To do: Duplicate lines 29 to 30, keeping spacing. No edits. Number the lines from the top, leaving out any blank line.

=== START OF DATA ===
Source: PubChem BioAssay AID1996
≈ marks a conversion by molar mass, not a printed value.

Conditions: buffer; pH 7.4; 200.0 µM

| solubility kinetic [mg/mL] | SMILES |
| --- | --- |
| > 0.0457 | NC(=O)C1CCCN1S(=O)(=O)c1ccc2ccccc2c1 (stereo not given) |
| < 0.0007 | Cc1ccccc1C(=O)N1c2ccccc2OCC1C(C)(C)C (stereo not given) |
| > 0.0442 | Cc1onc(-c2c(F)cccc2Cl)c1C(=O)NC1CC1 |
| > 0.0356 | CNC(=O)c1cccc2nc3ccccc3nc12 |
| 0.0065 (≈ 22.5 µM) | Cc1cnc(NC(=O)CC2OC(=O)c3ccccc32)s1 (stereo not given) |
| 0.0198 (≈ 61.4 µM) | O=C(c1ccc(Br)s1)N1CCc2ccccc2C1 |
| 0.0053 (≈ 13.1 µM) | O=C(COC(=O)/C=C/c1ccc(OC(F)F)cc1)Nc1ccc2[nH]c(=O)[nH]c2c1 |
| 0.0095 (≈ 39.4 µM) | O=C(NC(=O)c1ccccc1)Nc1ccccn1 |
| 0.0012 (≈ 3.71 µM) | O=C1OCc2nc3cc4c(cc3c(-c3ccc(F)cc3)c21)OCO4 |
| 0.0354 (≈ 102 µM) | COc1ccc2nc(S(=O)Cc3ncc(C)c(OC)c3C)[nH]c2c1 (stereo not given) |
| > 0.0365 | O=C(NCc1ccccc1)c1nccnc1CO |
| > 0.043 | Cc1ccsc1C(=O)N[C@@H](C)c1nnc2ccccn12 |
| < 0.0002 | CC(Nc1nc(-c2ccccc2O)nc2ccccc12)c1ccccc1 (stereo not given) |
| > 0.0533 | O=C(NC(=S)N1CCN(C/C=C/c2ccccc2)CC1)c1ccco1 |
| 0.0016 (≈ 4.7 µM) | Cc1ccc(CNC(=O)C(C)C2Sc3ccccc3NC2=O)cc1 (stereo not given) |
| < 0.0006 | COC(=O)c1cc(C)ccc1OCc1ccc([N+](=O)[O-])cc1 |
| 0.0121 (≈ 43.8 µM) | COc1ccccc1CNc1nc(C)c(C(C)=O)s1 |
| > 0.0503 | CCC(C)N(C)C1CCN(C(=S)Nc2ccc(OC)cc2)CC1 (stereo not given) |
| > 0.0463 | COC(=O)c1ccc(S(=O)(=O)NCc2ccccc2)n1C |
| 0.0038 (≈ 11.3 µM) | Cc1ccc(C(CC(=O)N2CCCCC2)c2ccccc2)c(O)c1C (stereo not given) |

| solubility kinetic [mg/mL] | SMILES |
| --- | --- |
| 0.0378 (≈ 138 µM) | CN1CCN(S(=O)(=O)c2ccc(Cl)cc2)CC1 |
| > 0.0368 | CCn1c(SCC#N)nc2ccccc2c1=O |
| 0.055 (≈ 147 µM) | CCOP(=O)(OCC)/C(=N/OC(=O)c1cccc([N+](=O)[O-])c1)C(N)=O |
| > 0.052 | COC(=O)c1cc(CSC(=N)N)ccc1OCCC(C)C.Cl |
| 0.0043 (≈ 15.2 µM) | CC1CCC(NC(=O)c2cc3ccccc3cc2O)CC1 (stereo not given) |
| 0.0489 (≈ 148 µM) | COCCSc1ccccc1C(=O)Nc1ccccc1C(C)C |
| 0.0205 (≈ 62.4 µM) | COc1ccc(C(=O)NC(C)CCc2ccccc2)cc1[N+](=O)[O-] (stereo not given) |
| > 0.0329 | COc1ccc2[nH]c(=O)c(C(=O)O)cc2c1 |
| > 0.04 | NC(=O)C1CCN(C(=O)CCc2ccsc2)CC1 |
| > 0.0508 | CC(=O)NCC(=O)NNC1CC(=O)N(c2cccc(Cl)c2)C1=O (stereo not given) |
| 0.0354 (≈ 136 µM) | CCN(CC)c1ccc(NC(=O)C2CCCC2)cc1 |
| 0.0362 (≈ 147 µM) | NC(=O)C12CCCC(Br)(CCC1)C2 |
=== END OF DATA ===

| > 0.0368 | CCn1c(SCC#N)nc2ccccc2c1=O |
| 0.055 (≈ 147 µM) | CCOP(=O)(OCC)/C(=N/OC(=O)c1cccc([N+](=O)[O-])c1)C(N)=O |